2.6 Tracing Parent and Child Processes

When a process forks, it creates a child process that is effectively a copy of its parent process, but which has a different process ID. (Other differences are described on the fork(2) manual page.) The child process can either run independently of its parent process to perform some separate task, or it can execute a new program image that replaces the child's program image while retaining the same process ID.

The next D program uses proc probes to trace activity.d, reports fork() and exec() activity on a system.

Example 2.11 activity.d: Record fork() and exec() activity

#pragma D option quiet

/* activity.d -- Record fork() and exec() activity */

proc::do_fork:create
{
  /* Extract PID of child process from the psinfo_t pointed to by args[0] */
  childpid = args[0]->pr_pid;

  time[childpid] = timestamp;
  p_pid[childpid] = pid; /* Current process ID (parent PID of new child) */
  p_name[childpid] = execname; /* Parent command name */
  p_exec[childpid] = ""; /* Child has not yet been exec'ed */ 
}

proc::do_execve_common:exec
/p_pid[pid] != 0/
{
  p_exec[pid] = args[0]; /* Child process path name */
}

proc::do_exit:exit
/p_pid[pid] != 0 &&  p_exec[pid] != ""/ 
{
  printf("%s (%d) executed %s (%d) for %d microseconds\n",
    p_name[pid], p_pid[pid], p_exec[pid], pid, (timestamp - time[pid])/1000);
}

proc::do_exit:exit
/p_pid[pid] != 0 &&  p_exec[pid] == ""/
{
  printf("%s (%d) forked itself (as %d) for %d microseconds\n",
    p_name[pid], p_pid[pid], pid, (timestamp - time[pid])/1000);
}  


The statement #pragma D option quiet has the same effect as specifying the -q option on the command line.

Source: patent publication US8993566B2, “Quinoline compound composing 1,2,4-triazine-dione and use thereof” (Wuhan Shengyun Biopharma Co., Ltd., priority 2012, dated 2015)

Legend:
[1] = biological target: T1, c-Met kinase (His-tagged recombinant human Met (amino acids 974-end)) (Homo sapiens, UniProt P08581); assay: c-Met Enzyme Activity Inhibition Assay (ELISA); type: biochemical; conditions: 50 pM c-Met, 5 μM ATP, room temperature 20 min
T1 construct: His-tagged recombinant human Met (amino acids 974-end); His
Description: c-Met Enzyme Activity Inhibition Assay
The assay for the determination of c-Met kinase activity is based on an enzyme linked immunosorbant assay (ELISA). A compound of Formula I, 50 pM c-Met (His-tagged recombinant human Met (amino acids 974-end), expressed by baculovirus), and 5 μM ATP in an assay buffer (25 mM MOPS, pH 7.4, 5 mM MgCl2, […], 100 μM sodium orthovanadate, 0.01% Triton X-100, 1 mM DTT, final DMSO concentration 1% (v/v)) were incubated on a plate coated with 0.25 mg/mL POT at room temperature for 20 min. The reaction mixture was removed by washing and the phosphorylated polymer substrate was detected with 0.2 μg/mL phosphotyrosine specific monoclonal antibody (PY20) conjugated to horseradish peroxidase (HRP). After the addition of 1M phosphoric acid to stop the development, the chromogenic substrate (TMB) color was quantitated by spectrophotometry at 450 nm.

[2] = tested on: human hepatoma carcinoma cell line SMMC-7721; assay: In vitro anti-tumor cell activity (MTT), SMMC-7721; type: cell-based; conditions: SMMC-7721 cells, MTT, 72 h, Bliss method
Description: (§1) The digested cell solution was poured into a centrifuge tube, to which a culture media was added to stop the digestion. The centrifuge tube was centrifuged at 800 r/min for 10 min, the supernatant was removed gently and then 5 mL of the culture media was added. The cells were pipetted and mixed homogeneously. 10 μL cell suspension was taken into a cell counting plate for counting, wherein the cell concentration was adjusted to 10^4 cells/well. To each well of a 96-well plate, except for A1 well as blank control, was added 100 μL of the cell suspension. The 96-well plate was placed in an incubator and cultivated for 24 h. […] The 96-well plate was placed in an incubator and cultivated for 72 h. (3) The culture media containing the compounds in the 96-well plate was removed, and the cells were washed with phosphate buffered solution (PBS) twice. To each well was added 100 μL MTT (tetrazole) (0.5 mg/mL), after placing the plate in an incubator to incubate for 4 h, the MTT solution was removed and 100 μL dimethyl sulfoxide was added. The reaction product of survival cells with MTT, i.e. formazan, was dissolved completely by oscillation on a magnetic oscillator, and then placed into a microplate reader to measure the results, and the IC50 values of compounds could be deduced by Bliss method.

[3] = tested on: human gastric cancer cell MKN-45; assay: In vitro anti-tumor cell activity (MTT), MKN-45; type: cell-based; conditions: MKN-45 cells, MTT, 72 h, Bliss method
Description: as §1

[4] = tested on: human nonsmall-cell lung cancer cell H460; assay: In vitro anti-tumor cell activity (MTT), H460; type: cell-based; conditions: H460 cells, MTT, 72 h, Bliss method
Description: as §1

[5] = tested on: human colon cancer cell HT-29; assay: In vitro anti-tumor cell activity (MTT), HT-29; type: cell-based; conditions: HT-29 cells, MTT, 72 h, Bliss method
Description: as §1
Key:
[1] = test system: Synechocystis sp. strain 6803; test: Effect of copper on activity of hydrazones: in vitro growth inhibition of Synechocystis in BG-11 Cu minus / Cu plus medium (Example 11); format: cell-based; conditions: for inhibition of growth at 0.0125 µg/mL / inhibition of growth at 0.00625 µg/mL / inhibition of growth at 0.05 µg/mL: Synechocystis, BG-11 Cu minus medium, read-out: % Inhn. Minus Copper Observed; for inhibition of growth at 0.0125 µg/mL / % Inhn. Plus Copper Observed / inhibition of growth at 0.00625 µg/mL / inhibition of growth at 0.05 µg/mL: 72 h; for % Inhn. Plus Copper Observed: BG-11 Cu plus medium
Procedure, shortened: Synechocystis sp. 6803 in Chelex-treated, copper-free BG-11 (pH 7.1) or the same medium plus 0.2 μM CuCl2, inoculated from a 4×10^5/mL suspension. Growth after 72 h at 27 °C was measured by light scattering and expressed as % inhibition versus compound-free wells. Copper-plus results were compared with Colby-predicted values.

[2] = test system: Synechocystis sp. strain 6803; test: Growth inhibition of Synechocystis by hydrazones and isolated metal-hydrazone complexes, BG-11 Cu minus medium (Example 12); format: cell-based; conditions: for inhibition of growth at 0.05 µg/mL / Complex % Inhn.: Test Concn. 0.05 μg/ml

The process ID of the child process (childpid) following a fork() is determined by examining the pr_pid member of the psinfo_t data structure pointed to by the args[0] probe argument. For more information about the arguments to proc probes, see proc Provider in the Oracle Linux Dynamic Tracing Guide.

The program uses the value of the child process ID to initialize globally unique associative array entries such as p_pid[childpid].

Note

An associative array is similar to a normal array in that it associates keys with values, but the keys can be of any type; they need not be integers.

When you run the program, you see output similar to the following, as you run different programs.

# dtrace -s activity.d 
bash (3572) executed /bin/ls (4323) for 6422 microseconds
bash (3572) executed /usr/bin/w (4324) for 128960 microseconds
firefox (4325) executed /bin/basename (4326) for 8548 microseconds
firefox (4325) executed /bin/uname (4327) for 1999 microseconds
mozilla-plugin- (4328) executed /bin/uname (4329) for 2151 microseconds
mozilla-plugin- (4328) executed /usr/lib64/nspluginwrapper/plugin-config (4330) 
        for 8182 microseconds
firefox (4325) executed /usr/lib64//xulrunner-1.9.2/mozilla-xremote-client (4331) 
        for 40067 microseconds
firefox (4333) forked itself (as 4334) for 200 microseconds
firefox (4333) executed /bin/sed (4335) for 1070 microseconds
firefox (4336) forked itself (as 4337) for 229 microseconds
firefox (4336) executed /bin/sed (4338) for 1161 microseconds
...